He noted that Bahman had already sold 250 litres of GHB by the time the police seized the rest.

“As I understand it, put into someone’s drink, only a few drops of this liquid are sufficient to accomplish the evil it is meant to facilitate. Thus, even considering the lesser amount that appears to have made it to the street, as it were, the potential for serious mischief was enormous,” Clark said.

The judge said Bayani’s failure to show up at sentencing in Toronto was also an aggravating factor despite the lawyer’s assertion something untoward may have happened.

“The totality of the information proffered to this court … to explain Bayani’s failure to attend court does not, with the greatest respect, raise the proposition that he has been the victim of foul play beyond the realm of conjecture. Absent proof of that, I am left to conclude, and do conclude, that the accused has simply absconded.”


Friday, 16 December 2011

A fourth member of Syracuse's Bricktown street gang pleaded guilty

Posted On 16:47 0 comments

A fourth member of Syracuse's Bricktown street gang pleaded guilty this morning to racketeering charges in federal court for alleged acts that included murder, drug trafficking and robbery, according to the U.S. Attorney's Office.

Jaycee Floyd, 22, of Syracuse, pleaded guilty to conspiring with other gang members to commit criminal acts starting in 2000. An indictment naming 13 alleged gang members accuses them of two murder, eight other shootings, two knifings, seven instances of illegal gun possession and 12 acts possessing or selling crack cocaine.

One of the homicide victims was 20-month-old Rashaad Walker Jr., who was killed in November when Bricktown member Saquan Evans fired a gun into the back of a minivan in retaliation for a gang-related shooting two days earlier, the indictment said.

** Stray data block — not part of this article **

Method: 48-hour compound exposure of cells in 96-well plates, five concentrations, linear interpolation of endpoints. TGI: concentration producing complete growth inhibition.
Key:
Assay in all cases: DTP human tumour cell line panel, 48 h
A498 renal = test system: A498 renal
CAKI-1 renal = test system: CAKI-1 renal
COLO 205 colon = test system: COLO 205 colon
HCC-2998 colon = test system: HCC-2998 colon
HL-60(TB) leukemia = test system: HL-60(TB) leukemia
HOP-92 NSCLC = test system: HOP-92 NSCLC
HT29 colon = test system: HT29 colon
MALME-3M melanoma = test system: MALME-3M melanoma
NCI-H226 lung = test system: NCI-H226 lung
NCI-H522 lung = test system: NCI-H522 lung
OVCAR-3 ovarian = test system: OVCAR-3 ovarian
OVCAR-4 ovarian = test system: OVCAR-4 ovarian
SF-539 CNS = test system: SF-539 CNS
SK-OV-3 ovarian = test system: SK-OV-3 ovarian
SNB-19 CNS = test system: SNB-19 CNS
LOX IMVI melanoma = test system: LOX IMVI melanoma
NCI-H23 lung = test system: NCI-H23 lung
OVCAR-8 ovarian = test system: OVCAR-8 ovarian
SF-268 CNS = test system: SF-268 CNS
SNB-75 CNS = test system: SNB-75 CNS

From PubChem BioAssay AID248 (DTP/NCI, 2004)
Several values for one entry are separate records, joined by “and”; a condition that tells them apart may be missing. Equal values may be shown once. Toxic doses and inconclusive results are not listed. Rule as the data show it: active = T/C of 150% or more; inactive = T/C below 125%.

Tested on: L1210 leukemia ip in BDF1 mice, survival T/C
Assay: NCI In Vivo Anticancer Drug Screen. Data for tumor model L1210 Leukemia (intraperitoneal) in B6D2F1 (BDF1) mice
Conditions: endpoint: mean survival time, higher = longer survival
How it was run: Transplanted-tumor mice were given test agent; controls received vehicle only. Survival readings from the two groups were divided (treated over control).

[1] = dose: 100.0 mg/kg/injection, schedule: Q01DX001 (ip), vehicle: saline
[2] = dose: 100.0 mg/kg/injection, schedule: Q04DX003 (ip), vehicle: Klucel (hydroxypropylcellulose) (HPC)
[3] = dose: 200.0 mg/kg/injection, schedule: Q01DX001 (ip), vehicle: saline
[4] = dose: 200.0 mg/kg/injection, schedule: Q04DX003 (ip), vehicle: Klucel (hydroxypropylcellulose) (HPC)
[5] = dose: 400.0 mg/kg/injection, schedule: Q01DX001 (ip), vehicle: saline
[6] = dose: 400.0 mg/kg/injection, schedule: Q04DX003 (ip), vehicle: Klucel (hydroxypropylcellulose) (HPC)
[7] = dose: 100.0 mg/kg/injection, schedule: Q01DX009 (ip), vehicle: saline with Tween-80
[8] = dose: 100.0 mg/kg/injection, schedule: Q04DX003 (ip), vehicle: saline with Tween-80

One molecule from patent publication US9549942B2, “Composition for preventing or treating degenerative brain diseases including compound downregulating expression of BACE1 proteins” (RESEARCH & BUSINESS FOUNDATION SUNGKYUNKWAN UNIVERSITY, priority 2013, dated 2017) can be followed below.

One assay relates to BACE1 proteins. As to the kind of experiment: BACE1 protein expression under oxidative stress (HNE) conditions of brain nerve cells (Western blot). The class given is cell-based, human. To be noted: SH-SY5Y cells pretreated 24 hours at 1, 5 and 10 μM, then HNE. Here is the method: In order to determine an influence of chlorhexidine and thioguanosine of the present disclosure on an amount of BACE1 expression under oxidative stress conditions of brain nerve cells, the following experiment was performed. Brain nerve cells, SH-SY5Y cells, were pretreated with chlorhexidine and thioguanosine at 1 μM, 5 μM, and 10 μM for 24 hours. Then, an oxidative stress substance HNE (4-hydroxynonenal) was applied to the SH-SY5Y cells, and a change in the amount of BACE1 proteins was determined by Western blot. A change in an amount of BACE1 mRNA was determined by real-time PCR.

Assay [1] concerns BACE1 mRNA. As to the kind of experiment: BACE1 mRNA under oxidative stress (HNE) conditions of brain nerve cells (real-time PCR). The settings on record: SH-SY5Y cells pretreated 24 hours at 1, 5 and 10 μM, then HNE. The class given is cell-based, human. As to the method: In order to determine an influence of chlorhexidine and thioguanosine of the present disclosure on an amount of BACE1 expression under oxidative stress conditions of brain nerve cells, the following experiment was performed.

Floyd faces up to life in prison and a $250,000 fine with sentenced.


Friday, 9 December 2011

Gang sweep comes from a 7 month, undercover investigation.

Posted On 13:09 0 comments

Early this morning several police agencies, led by the Gilroy Police Department swept through the city and surrounding areas making several arrest of gang memembers. The gang sweep comes from a 7 month, undercover investigation.

Here is a look at the news release sent by Gilroy Police:

The Gilroy Police Department, Santa Clara County District Attorney's Office, Drug Enforcement Administration and California Department of Justice completed a 7-month covert criminal investigation that focused on the criminal activities of suspected Gilroy criminal street gang members and their associates.

The investigation resulted in the identification of at least 25 suspects who violated California's Street Terrorism Enforcement and Prevention Act (STEP Act), as defined in California Penal Code section 186.22. These criminal street gang members and their gang associates organized violent and reckless criminal activity, which caused undue harm upon victims and compromised the safety of our community members.

As a result of the investigation, the Santa Clara County Superior Court issued arrest warrants & search warrants related to the investigation. Portions of the investigation took place in the following cities – Gilroy, Morgan Hill, Hollister and San Jose. However, all of the defendants lived in Gilroy, or were active in a Gilroy based criminal street gang.

The suspects will be prosecuted by the Santa Clara County District Attorney's Office for various criminal violations to include – violations of the STEP Act, shooting into an inhabited dwelling, assault with a deadly weapon (firearm), assault with a deadly weapon (vehicle), robbery, criminal conspiracy, narcotic violations, witness intimidation and the use of juvenile offenders to commit crimes to benefit a criminal street gang. If convicted, suspects may be eligible for sentence enhancements (increased incarceration sentences) due to violations of the STEP Act, prior felony convictions and the use of juveniles during the commission of a crime(s).

This investigation marks the second time within recent months that Gilroy Police Department and Santa Clara County District Attorney's Office have collaborated with other local, county, state and federal agencies to disrupt and dismantle criminal activity in Santa Clara County. The investigation and arrests of criminal street gang members and their gang associates continues 2